European Convention on International Commercial Arbitration

The European Convention on International Commercial Arbitration 1961 (ECICA) is a multilateral treaty regulating certain aspects of international arbitral proceedings. Some of its provisions cover issues also governed by the Convention on the Recognition and Enforcement of Foreign Arbitral Awards 1958, also known as the New York Convention (NYC), which was concluded three years earlier than the ECICA. However, the ECICA’s scope is broader than the NYC’s as it regulates issues such as the appointment of arbitrators, the applicable law, objections to jurisdiction and competing competences of state courts.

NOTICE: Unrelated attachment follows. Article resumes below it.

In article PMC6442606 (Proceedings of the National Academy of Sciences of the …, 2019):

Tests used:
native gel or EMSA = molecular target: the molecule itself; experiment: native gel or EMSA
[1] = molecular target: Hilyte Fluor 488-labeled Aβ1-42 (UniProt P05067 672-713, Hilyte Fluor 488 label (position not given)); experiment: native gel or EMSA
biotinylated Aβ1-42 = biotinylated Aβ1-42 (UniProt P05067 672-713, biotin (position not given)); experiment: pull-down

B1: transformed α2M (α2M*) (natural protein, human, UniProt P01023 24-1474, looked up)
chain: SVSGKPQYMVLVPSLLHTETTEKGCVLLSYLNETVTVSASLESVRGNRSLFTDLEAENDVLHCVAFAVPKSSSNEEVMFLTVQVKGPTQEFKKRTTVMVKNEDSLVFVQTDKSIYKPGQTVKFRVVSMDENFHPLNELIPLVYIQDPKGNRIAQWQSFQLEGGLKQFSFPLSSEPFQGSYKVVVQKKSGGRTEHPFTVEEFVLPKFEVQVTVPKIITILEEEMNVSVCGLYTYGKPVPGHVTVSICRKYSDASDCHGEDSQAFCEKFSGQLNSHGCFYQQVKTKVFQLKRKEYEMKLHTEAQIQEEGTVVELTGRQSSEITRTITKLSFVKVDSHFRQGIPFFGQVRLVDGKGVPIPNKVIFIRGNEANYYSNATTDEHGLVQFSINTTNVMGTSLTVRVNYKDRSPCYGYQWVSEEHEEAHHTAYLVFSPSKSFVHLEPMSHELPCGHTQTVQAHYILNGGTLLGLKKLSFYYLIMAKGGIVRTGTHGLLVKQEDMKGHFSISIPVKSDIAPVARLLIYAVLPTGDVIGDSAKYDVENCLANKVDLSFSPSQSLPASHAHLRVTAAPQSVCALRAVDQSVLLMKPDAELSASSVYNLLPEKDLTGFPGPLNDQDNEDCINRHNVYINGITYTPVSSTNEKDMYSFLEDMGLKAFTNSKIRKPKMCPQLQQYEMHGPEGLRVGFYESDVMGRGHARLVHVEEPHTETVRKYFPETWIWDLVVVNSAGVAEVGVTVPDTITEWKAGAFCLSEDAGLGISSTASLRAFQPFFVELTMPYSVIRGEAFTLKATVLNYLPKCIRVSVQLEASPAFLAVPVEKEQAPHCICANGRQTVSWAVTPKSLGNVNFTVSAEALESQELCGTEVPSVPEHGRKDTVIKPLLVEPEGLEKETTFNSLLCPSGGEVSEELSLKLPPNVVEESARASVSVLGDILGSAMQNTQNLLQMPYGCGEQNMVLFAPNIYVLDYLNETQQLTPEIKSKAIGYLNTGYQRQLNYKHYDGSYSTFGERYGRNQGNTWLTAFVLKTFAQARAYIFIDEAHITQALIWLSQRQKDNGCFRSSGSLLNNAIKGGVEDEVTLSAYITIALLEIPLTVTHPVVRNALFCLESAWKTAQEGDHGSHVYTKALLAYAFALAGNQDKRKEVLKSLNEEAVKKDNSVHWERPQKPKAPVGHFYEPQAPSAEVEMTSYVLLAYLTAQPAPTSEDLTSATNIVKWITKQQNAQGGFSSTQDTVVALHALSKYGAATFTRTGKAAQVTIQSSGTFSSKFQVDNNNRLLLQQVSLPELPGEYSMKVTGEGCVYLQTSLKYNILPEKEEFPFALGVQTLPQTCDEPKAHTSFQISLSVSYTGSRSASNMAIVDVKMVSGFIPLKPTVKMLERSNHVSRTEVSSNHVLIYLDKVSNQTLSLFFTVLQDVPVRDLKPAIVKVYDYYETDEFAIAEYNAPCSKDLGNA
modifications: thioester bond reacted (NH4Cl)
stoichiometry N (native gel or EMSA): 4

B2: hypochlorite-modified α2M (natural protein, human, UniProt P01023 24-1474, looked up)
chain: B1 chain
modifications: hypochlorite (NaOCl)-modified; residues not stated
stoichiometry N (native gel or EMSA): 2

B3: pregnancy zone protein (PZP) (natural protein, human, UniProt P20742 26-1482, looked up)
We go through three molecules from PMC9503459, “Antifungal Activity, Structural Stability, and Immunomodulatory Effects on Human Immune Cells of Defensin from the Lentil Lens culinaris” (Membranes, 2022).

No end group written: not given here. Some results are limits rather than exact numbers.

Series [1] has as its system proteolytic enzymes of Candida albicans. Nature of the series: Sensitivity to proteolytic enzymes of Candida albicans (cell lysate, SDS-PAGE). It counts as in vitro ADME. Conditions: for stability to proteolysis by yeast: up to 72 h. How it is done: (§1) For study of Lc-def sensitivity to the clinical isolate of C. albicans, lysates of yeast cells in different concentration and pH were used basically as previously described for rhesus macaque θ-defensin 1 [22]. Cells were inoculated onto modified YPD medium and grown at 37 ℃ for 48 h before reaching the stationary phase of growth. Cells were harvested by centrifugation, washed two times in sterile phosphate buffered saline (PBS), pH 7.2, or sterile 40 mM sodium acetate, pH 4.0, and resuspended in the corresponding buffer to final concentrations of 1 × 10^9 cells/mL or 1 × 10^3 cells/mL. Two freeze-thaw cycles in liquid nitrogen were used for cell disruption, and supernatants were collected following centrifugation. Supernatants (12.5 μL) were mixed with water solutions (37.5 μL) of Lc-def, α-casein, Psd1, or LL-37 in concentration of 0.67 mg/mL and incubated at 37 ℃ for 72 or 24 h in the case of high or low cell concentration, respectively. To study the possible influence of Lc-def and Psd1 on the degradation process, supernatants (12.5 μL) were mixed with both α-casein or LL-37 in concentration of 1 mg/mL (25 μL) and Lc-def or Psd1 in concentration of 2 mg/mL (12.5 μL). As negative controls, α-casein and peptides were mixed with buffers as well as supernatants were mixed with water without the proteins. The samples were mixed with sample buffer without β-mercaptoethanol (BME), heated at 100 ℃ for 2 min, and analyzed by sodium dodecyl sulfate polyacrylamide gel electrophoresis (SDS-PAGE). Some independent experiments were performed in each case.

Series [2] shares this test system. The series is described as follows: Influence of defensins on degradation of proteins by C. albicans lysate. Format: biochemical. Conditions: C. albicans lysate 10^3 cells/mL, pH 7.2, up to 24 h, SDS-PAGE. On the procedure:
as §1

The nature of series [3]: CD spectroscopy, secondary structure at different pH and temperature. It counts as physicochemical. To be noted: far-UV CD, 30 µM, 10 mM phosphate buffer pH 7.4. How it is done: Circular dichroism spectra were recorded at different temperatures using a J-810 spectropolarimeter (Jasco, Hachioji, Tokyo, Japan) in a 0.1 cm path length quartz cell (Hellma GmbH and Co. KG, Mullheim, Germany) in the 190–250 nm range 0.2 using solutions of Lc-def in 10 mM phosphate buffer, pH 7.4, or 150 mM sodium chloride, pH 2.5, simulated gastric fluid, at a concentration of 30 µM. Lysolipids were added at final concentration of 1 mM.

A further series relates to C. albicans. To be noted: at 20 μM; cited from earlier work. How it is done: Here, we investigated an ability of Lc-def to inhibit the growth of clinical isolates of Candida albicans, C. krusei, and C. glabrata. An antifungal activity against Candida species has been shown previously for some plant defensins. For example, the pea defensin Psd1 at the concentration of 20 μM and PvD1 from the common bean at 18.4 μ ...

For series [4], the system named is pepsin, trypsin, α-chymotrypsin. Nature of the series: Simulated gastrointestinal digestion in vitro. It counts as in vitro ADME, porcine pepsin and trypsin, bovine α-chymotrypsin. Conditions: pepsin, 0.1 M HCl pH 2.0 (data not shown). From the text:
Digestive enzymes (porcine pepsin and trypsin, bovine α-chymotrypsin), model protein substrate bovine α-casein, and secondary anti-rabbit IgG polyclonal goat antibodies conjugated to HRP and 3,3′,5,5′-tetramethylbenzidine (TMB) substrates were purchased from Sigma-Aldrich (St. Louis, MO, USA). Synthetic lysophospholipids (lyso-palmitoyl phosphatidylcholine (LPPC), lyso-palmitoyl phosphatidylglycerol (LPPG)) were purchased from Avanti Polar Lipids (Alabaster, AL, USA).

The ECICA originates from 1950s, when the idea was originally proposed, but it wasn’t concluded until 21 April 1961 and entered into force in 1964. At the moment, it has 31 members, including most EU states and several non-EU members such as Russia.